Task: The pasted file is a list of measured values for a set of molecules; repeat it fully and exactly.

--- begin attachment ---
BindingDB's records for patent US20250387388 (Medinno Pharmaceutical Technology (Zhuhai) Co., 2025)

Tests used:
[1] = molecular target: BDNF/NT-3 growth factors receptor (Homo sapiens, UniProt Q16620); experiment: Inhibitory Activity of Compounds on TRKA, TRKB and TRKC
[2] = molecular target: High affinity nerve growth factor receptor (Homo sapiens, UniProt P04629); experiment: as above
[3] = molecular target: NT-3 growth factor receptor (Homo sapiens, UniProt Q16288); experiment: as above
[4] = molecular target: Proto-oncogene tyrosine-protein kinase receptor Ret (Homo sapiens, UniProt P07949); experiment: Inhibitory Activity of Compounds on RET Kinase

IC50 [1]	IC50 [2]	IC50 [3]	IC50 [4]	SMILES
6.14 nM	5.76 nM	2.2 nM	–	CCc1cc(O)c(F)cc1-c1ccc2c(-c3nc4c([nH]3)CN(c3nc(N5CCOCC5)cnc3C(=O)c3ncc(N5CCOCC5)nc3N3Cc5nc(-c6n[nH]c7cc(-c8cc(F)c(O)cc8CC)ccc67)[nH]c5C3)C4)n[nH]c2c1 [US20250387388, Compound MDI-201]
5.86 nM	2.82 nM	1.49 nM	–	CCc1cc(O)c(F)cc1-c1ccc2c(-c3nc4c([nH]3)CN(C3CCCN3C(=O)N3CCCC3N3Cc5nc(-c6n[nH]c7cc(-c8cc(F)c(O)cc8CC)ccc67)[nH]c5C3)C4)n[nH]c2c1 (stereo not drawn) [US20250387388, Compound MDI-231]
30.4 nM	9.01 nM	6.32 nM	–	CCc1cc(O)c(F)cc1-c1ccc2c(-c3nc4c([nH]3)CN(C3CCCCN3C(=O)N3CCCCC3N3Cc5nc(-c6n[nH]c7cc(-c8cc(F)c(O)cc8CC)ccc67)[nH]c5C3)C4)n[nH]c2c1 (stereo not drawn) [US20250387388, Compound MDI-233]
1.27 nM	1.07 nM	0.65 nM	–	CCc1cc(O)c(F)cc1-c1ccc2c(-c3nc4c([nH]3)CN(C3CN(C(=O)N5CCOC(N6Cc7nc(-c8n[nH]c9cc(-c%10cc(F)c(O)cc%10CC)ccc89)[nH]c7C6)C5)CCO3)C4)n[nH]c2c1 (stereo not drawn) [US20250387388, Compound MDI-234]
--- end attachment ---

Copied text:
BindingDB's records for patent US20250387388 (Medinno Pharmaceutical Technology (Zhuhai) Co., 2025)

Tests used:
[1] = molecular target: BDNF/NT-3 growth factors receptor (Homo sapiens, UniProt Q16620); experiment: Inhibitory Activity of Compounds on TRKA, TRKB and TRKC
[2] = molecular target: High affinity nerve growth factor receptor (Homo sapiens, UniProt P04629); experiment: as above
[3] = molecular target: NT-3 growth factor receptor (Homo sapiens, UniProt Q16288); experiment: as above
[4] = molecular target: Proto-oncogene tyrosine-protein kinase receptor Ret (Homo sapiens, UniProt P07949); experiment: Inhibitory Activity of Compounds on RET Kinase

IC50 [1]	IC50 [2]	IC50 [3]	IC50 [4]	SMILES
6.14 nM	5.76 nM	2.2 nM	–	CCc1cc(O)c(F)cc1-c1ccc2c(-c3nc4c([nH]3)CN(c3nc(N5CCOCC5)cnc3C(=O)c3ncc(N5CCOCC5)nc3N3Cc5nc(-c6n[nH]c7cc(-c8cc(F)c(O)cc8CC)ccc67)[nH]c5C3)C4)n[nH]c2c1 [US20250387388, Compound MDI-201]
5.86 nM	2.82 nM	1.49 nM	–	CCc1cc(O)c(F)cc1-c1ccc2c(-c3nc4c([nH]3)CN(C3CCCN3C(=O)N3CCCC3N3Cc5nc(-c6n[nH]c7cc(-c8cc(F)c(O)cc8CC)ccc67)[nH]c5C3)C4)n[nH]c2c1 (stereo not drawn) [US20250387388, Compound MDI-231]
30.4 nM	9.01 nM	6.32 nM	–	CCc1cc(O)c(F)cc1-c1ccc2c(-c3nc4c([nH]3)CN(C3CCCCN3C(=O)N3CCCCC3N3Cc5nc(-c6n[nH]c7cc(-c8cc(F)c(O)cc8CC)ccc67)[nH]c5C3)C4)n[nH]c2c1 (stereo not drawn) [US20250387388, Compound MDI-233]
1.27 nM	1.07 nM	0.65 nM	–	CCc1cc(O)c(F)cc1-c1ccc2c(-c3nc4c([nH]3)CN(C3CN(C(=O)N5CCOC(N6Cc7nc(-c8n[nH]c9cc(-c%10cc(F)c(O)cc%10CC)ccc89)[nH]c7C6)C5)CCO3)C4)n[nH]c2c1 (stereo not drawn) [US20250387388, Compound MDI-234]